ISS 215 Social Differentiation and Inequality
Sections 007 Spring 2008
Class time and location:
Tuesday & Thursday 3:00 p.m. to 4:50 p.m., Rm # B104
Professor: Shobha Ramanand, Ph.D.
Office: 116 Linton Hall
Monday & Wednesday --Noon to 2:00 p.m. in 116 Linton Hall or by
Class Teaching Assistant (TA):
Main Library near the Newspaper Stand, Tuesday 11:00 a.m. to 1:00
p.m., or by appointment
Course content and objectives
The course examines two features that characterize all modern societies: social
differentiation and social inequality.
refers to differences in the
social makeup of the population (class, race/ethnicity, religion, gender, age, sexual
orientation, etc.). The most critical of such differences in American society are class,
race, ethnicity, and gender, and we will focus primarily on those.
unequal distribution of the society's resources, which comprise various forms of wealth,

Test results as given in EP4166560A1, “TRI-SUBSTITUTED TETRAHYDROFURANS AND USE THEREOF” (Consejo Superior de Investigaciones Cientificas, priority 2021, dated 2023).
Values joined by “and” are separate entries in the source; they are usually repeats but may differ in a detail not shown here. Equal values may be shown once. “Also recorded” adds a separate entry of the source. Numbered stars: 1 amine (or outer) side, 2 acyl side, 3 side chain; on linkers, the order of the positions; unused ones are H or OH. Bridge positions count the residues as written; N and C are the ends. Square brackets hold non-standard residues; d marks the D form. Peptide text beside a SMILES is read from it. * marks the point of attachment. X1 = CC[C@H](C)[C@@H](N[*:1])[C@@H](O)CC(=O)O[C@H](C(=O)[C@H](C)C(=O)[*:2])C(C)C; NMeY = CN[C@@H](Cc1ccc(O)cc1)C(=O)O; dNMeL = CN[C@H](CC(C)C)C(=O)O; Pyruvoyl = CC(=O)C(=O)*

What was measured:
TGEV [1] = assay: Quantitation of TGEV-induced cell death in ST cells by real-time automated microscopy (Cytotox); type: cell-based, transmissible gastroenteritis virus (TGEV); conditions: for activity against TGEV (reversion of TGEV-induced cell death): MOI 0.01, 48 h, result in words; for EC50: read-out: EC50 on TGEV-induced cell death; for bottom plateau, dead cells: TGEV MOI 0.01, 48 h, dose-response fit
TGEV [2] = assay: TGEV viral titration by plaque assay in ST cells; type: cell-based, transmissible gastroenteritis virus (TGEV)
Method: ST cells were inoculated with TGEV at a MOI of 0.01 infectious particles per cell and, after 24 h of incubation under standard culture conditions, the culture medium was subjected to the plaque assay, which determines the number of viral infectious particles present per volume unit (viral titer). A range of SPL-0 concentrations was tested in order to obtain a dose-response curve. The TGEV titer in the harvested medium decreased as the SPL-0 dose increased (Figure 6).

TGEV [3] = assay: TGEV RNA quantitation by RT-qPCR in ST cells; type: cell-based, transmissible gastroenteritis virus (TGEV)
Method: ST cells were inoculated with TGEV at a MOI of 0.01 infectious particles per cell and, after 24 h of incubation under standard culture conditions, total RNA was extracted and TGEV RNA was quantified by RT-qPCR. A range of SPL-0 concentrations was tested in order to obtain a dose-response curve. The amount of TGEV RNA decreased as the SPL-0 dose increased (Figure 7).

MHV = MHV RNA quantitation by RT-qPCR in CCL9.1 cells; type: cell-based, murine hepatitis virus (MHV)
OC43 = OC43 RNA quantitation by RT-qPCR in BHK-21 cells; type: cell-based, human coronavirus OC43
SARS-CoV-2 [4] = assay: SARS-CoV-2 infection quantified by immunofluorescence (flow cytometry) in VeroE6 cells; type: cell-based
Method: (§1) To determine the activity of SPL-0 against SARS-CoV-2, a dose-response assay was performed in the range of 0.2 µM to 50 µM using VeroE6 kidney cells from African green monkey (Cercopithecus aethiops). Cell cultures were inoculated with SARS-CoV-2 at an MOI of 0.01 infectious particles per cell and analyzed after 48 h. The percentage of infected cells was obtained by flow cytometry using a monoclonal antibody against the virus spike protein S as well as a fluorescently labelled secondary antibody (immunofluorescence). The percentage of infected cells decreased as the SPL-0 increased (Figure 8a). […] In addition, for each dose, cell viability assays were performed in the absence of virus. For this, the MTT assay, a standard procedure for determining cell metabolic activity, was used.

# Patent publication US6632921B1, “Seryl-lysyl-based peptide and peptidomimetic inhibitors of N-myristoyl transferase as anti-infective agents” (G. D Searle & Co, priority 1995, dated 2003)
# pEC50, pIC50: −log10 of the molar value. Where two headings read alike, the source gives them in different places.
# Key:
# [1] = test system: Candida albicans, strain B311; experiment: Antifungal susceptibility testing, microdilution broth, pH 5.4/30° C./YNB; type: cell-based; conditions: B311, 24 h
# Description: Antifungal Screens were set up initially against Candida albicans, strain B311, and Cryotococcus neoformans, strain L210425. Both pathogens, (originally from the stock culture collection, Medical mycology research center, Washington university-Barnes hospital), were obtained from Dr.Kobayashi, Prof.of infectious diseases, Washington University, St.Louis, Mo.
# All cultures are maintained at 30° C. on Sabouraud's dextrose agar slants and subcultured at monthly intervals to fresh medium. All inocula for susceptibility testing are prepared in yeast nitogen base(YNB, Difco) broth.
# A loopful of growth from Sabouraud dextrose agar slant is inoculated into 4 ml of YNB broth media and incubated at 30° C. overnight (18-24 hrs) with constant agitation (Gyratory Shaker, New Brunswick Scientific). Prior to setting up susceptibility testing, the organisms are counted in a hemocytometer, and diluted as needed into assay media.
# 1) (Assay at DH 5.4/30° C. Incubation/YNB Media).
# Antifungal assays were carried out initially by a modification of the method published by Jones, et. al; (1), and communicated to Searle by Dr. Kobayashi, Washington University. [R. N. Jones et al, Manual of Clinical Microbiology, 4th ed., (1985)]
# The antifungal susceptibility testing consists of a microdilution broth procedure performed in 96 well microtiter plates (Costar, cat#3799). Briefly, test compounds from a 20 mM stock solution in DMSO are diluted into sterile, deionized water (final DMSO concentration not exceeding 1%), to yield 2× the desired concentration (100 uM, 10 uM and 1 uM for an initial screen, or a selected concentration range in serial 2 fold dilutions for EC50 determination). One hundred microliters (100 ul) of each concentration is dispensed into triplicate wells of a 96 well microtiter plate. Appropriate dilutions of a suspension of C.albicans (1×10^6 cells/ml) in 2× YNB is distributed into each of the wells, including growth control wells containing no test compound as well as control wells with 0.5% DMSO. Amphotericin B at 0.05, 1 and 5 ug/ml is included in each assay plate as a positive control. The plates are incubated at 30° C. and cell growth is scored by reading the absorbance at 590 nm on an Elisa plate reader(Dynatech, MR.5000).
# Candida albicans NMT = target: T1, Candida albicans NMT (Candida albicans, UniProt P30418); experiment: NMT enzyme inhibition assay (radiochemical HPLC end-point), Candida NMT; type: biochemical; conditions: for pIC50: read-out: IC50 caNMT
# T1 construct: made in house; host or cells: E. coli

power, and prestige. Social differentiation and social inequality are closely interrelated.
At the conclusion of the course you should be able to:
understand the social
diversity of the U.S. and other societies; (2) recognize societal inequalities in wealth
and power; (3) appreciate the social and individual consequences of class, race,
ethnicity, and gender; (4) examine the impact of globalization on social
differentiation and inequality; (5) think seriously about how wealth and power are
distributed and whether that distribution can—or should—be changed; (6) take the
information and ideas acquired in the course and apply them to your own social
experiences and, more broadly, use them as the basis of opinion and action in your
community and society.
Lectures, Discussions, Films.
examinations-based on readings and material
presented in class, multiple-choice quizzes, participation in class and book
Attendance is required.